Department of Ancient Egypt and Sudan

The Department of Ancient Egypt and Sudan at the British Museum houses an important collection of objects which illustrate every aspect of the cultures of the Nile Valley, from the Neolithic period (about 10,000 BC) until the twelfth century AD.

The main activities of the department comprise the care, study, publication and display of the collection, but other projects include organising special temporary exhibitions both in the Museum and abroad, lending objects to international exhibitions, and assisting non-national and other institutions in Great Britain with loans. Departmental staff also undertake fieldwork in Egypt and Sudan.Fragment of painting from the tomb of Kynebu

The curatorial work of the department is supported by a team of administrative staff and museum assistants, who supervise the storage, movement and display of the collection. An illustrator, specialising in drawing Egyptian and Sudanese artefacts, prepares graphical material for publication and display.

A comprehensive library of material relating to the cultures of ancient and medieval Egypt and Sudan is housed in the department, along with archival material relating to the collections and the cultures in general.


 

Mummy of Tutankhamun

Reports have appeared on various websites that the British Museum will shortly be hosting an exhibition with the mummy of Tutankhamun. These reports are misleading; the mummy remains housed in a climate-controlled display case within the king’s tomb in the Valley of the Kings, Luxor, Egypt.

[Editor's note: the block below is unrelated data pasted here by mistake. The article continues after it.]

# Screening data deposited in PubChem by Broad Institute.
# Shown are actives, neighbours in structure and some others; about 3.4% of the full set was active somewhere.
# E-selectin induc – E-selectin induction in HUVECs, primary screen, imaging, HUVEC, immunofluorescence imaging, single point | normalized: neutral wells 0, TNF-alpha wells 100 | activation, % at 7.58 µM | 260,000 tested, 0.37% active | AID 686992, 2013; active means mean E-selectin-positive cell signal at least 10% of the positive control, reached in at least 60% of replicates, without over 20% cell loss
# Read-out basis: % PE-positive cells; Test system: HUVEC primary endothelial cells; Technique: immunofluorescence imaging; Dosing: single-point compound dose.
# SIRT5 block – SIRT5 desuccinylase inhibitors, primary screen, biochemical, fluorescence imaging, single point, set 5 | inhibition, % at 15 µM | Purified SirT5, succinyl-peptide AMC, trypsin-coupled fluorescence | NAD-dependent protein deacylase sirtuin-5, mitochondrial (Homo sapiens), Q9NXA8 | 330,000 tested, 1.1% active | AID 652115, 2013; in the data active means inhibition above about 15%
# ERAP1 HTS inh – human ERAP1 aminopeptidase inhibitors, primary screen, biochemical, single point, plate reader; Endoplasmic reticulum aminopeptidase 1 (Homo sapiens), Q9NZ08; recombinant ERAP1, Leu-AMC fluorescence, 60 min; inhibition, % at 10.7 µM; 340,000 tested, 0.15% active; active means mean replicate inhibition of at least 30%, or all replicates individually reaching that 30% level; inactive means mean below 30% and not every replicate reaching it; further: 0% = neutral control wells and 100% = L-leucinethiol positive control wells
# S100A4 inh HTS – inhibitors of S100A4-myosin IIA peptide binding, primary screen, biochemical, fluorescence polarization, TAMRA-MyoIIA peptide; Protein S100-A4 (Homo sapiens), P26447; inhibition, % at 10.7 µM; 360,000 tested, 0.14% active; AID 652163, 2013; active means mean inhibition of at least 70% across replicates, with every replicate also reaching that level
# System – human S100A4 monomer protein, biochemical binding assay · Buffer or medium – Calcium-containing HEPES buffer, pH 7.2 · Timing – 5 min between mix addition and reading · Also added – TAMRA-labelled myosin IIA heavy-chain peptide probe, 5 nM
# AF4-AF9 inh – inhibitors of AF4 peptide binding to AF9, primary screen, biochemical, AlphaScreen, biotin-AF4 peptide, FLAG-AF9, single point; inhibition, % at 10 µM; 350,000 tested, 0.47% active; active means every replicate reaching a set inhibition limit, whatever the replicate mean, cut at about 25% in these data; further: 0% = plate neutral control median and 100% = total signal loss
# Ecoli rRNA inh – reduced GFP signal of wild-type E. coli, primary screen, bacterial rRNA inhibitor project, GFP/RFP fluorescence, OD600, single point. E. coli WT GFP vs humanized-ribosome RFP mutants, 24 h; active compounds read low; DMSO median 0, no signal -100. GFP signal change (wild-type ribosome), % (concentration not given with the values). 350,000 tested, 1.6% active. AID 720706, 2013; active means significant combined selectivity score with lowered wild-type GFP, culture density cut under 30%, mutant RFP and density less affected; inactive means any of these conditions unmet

William Smith-Burns

A circular letter soliciting money, apparently written by one William Smith-Burns, who is falsely described as a research scientist attached to the “British Museum of London” and an expert in Egyptian Occult Sciences has come to the Museum’s attention as the result of people replying to Smith-Burns c/o the British Museum. The British Museum has no knowledge of this person or the project in connection with which he appears to be soliciting money. A copy of the circular letter, seen by the Museum, asks people to send money to Smith-Burns at a PO Box number located in Gland, Switzerland. The Museum is unable to supply any other information about the matter.

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Posted on April 27, 2013, in Sudan life style. Bookmark the permalink. 1 Comment.

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